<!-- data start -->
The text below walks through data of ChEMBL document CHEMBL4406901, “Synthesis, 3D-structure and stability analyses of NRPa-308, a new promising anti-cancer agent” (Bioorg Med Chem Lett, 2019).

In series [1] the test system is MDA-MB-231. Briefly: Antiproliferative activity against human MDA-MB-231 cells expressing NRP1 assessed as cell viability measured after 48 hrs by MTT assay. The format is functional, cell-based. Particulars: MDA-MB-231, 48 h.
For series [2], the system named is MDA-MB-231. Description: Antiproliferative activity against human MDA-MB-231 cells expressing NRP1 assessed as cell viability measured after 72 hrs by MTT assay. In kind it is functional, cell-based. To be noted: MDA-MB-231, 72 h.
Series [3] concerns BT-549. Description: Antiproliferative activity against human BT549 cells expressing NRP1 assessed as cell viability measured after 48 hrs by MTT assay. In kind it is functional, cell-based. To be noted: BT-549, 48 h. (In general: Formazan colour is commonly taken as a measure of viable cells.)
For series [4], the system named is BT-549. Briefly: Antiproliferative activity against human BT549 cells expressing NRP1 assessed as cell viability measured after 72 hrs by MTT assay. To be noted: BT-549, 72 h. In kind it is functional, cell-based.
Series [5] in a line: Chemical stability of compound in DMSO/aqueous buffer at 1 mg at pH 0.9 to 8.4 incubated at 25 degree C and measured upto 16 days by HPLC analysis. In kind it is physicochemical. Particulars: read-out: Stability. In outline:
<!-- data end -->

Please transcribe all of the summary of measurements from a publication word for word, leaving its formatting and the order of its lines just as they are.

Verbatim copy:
The text below walks through data of ChEMBL document CHEMBL4406901, “Synthesis, 3D-structure and stability analyses of NRPa-308, a new promising anti-cancer agent” (Bioorg Med Chem Lett, 2019).

In series [1] the test system is MDA-MB-231. Briefly: Antiproliferative activity against human MDA-MB-231 cells expressing NRP1 assessed as cell viability measured after 48 hrs by MTT assay. The format is functional, cell-based. Particulars: MDA-MB-231, 48 h.
For series [2], the system named is MDA-MB-231. Description: Antiproliferative activity against human MDA-MB-231 cells expressing NRP1 assessed as cell viability measured after 72 hrs by MTT assay. In kind it is functional, cell-based. To be noted: MDA-MB-231, 72 h.
Series [3] concerns BT-549. Description: Antiproliferative activity against human BT549 cells expressing NRP1 assessed as cell viability measured after 48 hrs by MTT assay. In kind it is functional, cell-based. To be noted: BT-549, 48 h. (In general: Formazan colour is commonly taken as a measure of viable cells.)
For series [4], the system named is BT-549. Briefly: Antiproliferative activity against human BT549 cells expressing NRP1 assessed as cell viability measured after 72 hrs by MTT assay. To be noted: BT-549, 72 h. In kind it is functional, cell-based.
Series [5] in a line: Chemical stability of compound in DMSO/aqueous buffer at 1 mg at pH 0.9 to 8.4 incubated at 25 degree C and measured upto 16 days by HPLC analysis. In kind it is physicochemical. Particulars: read-out: Stability. In outline: